## Revision as of 23:24, 20 August 2007

Multi-Step estimation of Multivariate GARCH models , *Proceedings of the*
International ICSC Symposium: Advanced Computing in Financial Markets*, June 2001.*
Estimation of large time varying covariance matrices has proven difficult since the original multivariate volatility models were introduced. In this paper, we develop the empirical properties of a new class of MV-GARCH models capable of estimating large time-varying covariance matrices. We show that the problem of multivariate conditional variance estimation can be reduced to a series of univariate GARCH processes plus an additional conditional correlation estimator. We use the model to estimate a conditional covariance of up to 100 assets using S&P 500 Sector Indies and Dow Jones Industrial Average stocks. This new estimator demonstrates very strong performance especially considering the estimators easy of implementation.

An Ordering Experiment , *Journal of Economic Behavior and Organization* with A. Norman, et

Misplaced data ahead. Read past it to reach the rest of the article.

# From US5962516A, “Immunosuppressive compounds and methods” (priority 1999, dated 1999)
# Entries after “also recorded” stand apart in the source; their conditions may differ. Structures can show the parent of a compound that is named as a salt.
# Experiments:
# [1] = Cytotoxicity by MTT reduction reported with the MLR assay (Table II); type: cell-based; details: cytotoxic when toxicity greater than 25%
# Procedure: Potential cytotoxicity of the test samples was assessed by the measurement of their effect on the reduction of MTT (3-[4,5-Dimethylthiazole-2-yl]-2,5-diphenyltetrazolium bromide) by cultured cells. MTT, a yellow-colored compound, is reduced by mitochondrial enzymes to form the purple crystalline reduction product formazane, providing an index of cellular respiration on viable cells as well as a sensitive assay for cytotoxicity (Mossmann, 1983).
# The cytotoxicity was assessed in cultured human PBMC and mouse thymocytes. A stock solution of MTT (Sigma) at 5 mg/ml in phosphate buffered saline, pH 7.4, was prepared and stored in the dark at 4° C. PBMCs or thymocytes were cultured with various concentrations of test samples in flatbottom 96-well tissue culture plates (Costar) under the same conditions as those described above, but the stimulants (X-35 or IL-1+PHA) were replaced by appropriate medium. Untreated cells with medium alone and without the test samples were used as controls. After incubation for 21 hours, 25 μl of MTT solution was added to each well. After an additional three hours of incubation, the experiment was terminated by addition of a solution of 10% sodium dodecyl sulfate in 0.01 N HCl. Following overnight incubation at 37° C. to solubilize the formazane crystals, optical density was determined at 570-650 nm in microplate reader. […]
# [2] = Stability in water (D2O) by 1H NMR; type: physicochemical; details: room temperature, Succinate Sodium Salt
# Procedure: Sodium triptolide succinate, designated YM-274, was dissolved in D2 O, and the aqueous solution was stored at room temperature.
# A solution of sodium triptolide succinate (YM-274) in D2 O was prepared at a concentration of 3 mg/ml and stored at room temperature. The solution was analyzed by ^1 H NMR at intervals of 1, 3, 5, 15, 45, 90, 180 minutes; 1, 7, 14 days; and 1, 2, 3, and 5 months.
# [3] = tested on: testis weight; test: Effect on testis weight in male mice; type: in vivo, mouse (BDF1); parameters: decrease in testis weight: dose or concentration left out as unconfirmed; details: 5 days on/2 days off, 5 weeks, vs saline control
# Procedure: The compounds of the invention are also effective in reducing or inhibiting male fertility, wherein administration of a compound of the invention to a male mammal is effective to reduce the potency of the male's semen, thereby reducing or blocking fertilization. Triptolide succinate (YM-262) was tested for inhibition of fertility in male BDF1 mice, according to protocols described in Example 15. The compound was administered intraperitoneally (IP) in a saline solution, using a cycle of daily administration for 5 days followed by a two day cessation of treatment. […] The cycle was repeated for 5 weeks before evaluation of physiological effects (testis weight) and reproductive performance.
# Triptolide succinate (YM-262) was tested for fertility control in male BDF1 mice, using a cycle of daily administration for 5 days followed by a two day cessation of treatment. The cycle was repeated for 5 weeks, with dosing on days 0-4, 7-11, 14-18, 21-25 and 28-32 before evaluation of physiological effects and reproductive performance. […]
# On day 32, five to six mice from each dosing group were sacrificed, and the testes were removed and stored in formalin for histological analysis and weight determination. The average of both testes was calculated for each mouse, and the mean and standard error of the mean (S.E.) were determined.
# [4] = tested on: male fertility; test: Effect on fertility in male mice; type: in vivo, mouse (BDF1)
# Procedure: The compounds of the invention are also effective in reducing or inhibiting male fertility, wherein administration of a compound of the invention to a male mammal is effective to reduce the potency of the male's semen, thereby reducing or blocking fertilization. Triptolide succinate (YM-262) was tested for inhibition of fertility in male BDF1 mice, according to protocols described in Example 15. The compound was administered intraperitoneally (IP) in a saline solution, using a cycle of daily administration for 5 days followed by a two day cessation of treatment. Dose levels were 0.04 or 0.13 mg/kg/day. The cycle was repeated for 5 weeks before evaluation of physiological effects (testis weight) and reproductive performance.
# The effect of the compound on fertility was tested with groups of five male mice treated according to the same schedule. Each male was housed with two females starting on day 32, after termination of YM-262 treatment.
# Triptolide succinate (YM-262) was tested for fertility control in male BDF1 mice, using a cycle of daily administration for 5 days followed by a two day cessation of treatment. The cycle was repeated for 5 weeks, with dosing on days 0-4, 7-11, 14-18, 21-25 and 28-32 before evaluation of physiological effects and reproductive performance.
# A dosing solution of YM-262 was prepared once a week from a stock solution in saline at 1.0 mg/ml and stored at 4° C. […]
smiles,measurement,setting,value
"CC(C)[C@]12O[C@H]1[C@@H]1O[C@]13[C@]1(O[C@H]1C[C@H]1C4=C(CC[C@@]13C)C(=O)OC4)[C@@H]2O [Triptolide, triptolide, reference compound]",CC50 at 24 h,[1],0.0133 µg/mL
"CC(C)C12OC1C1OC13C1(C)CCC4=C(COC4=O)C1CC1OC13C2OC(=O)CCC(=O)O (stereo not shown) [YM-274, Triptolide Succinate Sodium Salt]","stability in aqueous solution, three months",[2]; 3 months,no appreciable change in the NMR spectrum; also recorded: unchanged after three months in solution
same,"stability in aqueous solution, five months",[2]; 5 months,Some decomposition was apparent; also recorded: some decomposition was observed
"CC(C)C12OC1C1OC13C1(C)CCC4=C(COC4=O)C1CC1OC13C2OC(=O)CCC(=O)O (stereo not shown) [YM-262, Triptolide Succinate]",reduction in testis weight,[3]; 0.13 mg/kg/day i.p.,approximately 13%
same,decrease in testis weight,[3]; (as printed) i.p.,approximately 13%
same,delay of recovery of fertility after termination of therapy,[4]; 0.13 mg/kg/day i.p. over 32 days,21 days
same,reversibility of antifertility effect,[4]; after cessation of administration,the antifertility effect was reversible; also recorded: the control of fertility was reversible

al.,February 2003, pp. 249-262.

Binary comparison operators form the basis of consumer set theory. If humans could only perform binary comparisons, the most efficient procedure a human might employ to make a complete preference ordering of n items would be a n log_{2}n algorithm. But, if humans are capable of assigning each item an ordinal utility value, they are capable of implementing a more efficient linear algorithm. In this paper, we consider six incentive systems for ordering three different sets of objects: pens, notebooks, and Hot Wheels. All experimental evidence indicates that humans are capable of implementing a linear algorithm, for small sets.
On the Computational Complexity of Consumer Decision Rules , 2003, with A. Norman, et. al., *Computational Economics*, Vol 23, March 2004, pp 173-192.

A consumer entering a new bookstore can face more than 250,000 alternatives. The efficiency of compensatory and noncompensatory decision rules for finding a preferred item depends on the efficiency of their associated information operators. At best, item-by-item information operators lead to linear computational complexity; set information operators, on the other hand, can lead to constant complexity. We perform an experiment demonstrating that subjects are approximately rational in selecting between sublinear and linear rules. Many markets are organized by attributes that enable consumers to employ a set-selection-by-aspect rule using set information operations. In cyberspace decision rules are encoded as decision aids.